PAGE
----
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USDA to Try Out Python Traps in Everglades

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Sep 26, 2013 04:35 PM EDT
Burmese python
Burmese pythons in Florida have an internal compass that helps them find their way home, researchers find. This is a file photo of a Burmese python. (Photo : Reuters)

The US Department of Agriculture (USDA) has received a patent for a trap specifically designed to capture pythons, The Associated Press reports.

The long, thin cage with a net on one end represents a desperate attempt to combat the Burmese python infestation playing out in the Florida Everglades. The infestation began in 1992 following Hurricane Andrew, which is believed to have resulted in either the intentional or accidental release of the creatures that apparently were being kept as pets.

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More than a decade later, their numbers are estimated in the tens of thousands, The Nature Conservancy reports.

Native to India and other parts of Asia, Burmese pythons are voracious and indiscriminate eaters: as of 2010, as many as 25 different bird species, including the endangered wood stork, had been found in the digest tracts of pythons living in the Everglades.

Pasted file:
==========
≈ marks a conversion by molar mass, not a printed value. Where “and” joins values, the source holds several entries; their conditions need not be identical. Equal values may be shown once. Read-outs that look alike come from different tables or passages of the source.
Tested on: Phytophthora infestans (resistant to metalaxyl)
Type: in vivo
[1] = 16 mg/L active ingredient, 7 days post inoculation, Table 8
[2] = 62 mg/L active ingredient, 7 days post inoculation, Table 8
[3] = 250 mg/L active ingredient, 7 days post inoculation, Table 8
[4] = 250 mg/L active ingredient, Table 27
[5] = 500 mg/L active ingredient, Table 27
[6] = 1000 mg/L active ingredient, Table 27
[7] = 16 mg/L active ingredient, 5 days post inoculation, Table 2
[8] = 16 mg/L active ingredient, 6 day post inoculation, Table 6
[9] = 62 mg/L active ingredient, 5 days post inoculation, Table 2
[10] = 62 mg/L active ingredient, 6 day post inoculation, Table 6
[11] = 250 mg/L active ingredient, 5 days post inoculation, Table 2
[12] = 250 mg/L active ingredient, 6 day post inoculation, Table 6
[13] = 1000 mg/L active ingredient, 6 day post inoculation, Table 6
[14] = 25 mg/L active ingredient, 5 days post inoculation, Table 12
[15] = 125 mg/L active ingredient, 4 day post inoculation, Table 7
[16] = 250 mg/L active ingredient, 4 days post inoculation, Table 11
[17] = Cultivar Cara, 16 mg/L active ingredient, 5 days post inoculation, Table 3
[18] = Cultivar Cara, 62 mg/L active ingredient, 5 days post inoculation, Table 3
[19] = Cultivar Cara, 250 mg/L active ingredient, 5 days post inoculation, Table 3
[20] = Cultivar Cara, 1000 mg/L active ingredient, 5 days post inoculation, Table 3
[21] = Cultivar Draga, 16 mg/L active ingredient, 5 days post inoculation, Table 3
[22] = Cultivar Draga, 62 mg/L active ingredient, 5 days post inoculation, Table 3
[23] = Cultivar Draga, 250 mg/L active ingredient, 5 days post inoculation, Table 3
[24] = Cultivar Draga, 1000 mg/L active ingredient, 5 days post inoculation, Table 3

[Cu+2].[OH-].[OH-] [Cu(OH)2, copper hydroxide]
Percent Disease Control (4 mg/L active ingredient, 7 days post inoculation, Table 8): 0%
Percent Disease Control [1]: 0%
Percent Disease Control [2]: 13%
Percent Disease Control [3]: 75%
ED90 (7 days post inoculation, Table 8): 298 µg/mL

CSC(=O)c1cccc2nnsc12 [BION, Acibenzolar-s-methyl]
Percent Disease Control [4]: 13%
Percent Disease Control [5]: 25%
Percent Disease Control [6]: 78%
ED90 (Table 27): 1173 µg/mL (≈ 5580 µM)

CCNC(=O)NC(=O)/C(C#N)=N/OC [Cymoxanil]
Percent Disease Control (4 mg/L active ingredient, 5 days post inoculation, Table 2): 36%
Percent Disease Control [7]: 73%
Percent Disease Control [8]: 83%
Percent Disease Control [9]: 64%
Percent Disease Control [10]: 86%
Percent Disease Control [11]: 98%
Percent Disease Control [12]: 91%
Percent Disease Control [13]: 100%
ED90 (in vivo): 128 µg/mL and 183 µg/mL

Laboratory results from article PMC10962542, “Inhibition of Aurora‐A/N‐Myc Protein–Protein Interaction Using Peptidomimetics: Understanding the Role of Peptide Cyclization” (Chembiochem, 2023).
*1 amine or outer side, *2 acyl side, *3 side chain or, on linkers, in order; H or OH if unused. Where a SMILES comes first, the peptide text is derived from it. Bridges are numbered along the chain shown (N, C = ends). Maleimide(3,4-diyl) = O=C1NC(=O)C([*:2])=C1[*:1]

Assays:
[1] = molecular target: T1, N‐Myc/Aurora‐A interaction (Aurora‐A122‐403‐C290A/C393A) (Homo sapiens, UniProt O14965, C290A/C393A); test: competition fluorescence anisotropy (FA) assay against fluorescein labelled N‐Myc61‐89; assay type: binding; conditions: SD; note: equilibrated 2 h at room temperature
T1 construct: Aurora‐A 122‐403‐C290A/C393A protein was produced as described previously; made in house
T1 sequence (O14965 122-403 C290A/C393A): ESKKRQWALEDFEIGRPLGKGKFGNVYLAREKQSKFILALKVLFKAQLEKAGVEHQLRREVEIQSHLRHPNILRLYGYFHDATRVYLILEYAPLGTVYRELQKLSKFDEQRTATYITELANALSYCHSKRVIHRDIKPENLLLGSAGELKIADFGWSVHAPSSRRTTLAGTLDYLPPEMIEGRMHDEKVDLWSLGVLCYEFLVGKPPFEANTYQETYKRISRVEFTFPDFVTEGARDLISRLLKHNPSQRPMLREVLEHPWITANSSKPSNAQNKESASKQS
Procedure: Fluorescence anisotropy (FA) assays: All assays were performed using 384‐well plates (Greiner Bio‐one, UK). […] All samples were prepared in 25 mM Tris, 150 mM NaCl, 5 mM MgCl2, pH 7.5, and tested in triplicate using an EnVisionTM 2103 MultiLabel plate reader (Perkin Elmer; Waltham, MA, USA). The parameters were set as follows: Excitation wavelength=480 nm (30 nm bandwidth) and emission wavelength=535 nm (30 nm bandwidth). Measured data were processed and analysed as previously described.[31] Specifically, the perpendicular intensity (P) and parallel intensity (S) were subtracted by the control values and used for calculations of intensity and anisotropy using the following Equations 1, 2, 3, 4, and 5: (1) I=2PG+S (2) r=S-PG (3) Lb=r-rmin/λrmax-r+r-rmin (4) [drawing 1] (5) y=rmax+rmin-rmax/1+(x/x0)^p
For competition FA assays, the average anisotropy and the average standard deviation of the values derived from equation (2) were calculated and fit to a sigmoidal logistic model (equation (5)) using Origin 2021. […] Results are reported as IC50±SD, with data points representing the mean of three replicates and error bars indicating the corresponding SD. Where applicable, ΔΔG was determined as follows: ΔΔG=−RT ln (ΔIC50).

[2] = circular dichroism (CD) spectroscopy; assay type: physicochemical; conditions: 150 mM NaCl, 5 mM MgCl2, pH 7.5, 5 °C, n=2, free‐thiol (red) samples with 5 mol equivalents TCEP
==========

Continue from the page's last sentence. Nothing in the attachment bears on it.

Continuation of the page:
In 2012, a sharp, eight-year decline was detected in a variety of mammals in the region, according to a study published in the Proceedings of the National Academy of Sciences -- a fall the researchers were able to clearly correlate to the pythons.

Meanwhile, efforts such as massive public hunts, radio tracking colors and snake-sniffing dogs have all failed to remediate the situation. Now, wildlife officials are working against the clock more than ever in an attempt to control the python population before it can undermine efforts to restore natural water flow through the area, the AP reports.

"There's still more to be learned, there's still more to be tested," John Humphrey, a biologist at the National Wildlife Research Center, told the news outlet regarding the new traps. "This is just one of your tools that you have to put together with other things to get the problem solved."

According to the AP, officials will try baiting the traps with the scent of small mammals and camouflaging them as pipes or other small spaces pythons enjoy.

In the end, says Carli Segelson, a conservation commission spokeswoman, "[The traps] may be something that if it doesn't work for the python, it may work for other species."

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